Keep Your Kid’s Balls Off My Timeline

Keep Your Kid's Balls Off My Timeline

I’m a huge fan of baby pictures popping up on my timeline. I appreciate it more when the kid is cute, I scroll a little faster over the ugly ones, but I still enjoy the experience as a whole. I haven’t created any offspring of my own yet, and admiring babies from afar on Instagram is a good gateway drug toward motherhood. I don’t have to deal with the aftermath of your toddler scribbling in crayon on the walls, a photo of which you posted on Facebook with some sort of positive, “h well, this is parenthood, right?” message. The rest of us know you were screaming at your kid and possibly smacking them with a broom. Hey, no judgment from me. Kids can be nothing but pure terrorists, and double-clicking photos of them behind the safety of a screen is just fine with me for the time being.

For the most part, the photos posted online of my friends’ babies are of them cutely dressed in tiny rompers and lying on a neatly made bedspread. I know perfectly well that the rest of the room not included in the photo is a complete wreck. It’s a nice little illusion, nonetheless. I laugh out loud at the videos of babies rolling over, and I don’t at all mind when a baby-in-the-bath photo pops up on my feed. Usually it’s tastefully done, but the other day I had a minor heart attack when, well, it wasn’t. Let’s break it down.

I don’t care if you want to post naked pictures, within reason, of your baby online. I get it, she was pretending to mow the lawn in your backyard and she happened to not have a diaper on. Baby butt cheeks are cute. That’s no crime (it isn’t, right?) But your baby will grow up, and once that starts to happen, those photos get less cute and a little more child porn-y. I understand that to you they’ll always be little, but when your kid is using complete sentences you gotta stop with the naked pictures. I was the unfortunate witness of a former friend of mine’s six-year-old son’s ball sack the other day, and I don’t think I’ll ever be the same. Your kid can read, for Christ’s sake. Please do not post photos online where I can see his literal balls.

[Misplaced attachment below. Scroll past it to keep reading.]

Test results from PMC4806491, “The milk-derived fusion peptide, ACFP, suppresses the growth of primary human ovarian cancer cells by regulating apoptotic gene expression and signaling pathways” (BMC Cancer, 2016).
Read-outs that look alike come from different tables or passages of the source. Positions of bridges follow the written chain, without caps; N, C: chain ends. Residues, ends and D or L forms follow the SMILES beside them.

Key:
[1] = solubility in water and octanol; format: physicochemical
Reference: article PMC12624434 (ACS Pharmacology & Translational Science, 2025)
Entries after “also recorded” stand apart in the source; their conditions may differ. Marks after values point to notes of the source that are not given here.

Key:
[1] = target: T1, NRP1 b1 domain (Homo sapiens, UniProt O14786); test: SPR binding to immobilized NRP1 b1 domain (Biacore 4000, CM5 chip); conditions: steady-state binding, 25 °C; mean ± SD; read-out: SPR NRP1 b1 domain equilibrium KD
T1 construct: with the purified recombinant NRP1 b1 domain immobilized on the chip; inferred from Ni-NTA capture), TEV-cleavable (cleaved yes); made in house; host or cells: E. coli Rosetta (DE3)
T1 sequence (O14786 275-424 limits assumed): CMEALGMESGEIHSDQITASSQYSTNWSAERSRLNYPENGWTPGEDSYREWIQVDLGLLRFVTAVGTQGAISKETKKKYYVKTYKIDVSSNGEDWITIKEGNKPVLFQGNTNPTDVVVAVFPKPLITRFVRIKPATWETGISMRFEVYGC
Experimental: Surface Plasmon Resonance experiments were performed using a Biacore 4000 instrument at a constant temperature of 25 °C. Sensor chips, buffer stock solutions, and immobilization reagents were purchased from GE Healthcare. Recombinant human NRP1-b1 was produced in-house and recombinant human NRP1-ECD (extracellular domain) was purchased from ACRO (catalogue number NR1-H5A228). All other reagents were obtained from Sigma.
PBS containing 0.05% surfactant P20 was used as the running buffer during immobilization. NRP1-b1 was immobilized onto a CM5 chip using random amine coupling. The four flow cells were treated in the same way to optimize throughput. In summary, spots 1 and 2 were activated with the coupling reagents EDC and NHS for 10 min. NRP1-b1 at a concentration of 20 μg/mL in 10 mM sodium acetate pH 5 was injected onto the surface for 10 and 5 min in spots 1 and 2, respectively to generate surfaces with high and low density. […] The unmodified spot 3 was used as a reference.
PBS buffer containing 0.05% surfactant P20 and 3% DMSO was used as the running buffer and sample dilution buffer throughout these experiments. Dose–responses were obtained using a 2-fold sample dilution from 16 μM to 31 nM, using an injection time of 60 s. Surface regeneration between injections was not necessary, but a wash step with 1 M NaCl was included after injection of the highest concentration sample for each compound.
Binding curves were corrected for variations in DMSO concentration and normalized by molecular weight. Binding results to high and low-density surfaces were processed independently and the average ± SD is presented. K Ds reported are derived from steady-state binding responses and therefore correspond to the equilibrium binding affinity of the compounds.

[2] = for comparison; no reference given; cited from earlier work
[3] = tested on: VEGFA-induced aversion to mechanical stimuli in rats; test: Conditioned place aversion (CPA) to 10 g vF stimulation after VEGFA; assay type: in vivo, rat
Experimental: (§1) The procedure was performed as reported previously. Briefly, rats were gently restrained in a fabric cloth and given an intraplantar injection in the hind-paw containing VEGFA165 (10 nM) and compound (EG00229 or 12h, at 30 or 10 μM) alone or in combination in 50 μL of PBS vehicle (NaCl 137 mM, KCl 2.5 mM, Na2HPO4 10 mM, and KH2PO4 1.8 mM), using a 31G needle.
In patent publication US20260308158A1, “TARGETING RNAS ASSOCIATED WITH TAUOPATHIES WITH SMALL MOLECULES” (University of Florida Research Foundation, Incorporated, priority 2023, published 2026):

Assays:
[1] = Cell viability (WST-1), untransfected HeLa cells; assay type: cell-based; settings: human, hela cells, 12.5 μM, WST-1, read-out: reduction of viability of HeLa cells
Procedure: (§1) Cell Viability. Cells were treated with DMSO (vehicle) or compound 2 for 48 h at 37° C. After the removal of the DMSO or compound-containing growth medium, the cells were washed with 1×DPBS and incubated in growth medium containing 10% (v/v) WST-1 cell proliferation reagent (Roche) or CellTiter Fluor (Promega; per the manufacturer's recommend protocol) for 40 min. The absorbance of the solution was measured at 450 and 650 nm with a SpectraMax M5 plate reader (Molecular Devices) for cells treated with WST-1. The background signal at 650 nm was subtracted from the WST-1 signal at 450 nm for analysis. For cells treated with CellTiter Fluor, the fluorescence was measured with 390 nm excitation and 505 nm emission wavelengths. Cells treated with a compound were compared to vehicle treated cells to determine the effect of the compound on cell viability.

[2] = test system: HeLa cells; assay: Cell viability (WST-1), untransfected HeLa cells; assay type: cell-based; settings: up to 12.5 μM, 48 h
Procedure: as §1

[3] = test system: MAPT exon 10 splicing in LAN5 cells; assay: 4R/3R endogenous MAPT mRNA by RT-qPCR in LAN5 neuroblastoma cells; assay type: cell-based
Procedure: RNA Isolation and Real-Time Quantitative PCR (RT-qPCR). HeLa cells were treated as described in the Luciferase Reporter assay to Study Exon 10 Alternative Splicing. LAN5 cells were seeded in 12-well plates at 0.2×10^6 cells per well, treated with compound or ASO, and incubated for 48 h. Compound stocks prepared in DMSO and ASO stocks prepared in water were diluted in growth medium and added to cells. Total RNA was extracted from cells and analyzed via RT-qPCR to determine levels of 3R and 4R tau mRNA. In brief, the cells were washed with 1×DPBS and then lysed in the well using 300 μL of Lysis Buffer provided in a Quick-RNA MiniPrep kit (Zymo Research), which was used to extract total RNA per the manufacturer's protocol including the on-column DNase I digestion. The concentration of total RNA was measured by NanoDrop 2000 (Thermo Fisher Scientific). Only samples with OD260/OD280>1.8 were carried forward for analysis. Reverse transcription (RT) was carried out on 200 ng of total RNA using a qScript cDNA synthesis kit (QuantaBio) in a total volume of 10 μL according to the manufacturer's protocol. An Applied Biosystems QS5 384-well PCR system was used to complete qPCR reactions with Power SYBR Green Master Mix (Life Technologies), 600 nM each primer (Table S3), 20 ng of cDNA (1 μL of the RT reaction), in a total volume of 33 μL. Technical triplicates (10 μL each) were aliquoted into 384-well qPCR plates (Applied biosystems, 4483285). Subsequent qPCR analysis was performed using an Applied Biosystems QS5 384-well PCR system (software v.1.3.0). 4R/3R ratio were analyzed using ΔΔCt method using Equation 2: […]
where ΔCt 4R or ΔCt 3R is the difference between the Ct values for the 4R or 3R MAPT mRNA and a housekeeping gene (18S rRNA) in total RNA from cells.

It was the most horrific moment of my life. I had to scroll back over it just to make sure I was seeing what I thought I was. That moment was even worse when it was confirmed that, yep, those are testicles. By all means, keep the photos and videos of your kids doing funny shit or being cute on Instagram, but please God don’t post their genitalia on there when it’s clear they’re too old for that. He or she might still be your little baby boo bear num nums or whatever idiotic nickname you’ve given this poor child, but to the rest of the world they’re a naked kid online, and that’s disturbing on several levels.

I truly wish this didn’t need to be said, but if there’s anything social media has taught the world, it’s that not one of us has any sort of good judgment skills about what goes online and what doesn’t. Does it seem pretty obvious to me that the world doesn’t need to see totally bare-assed photos on Facebook? Sure, but to some of you, a reminder needs to be thrown out there. Keep posting the photos we love of your kid. Just think twice before publishing the ones that are better suited as a potential humiliating slide in a bachelor/bachelorette slideshow in twenty years.

Image via Shutterstock

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Rory Gilmore

Rory Gilmore on the outside. Emily Gilmore on the inside. Email me funny shit at

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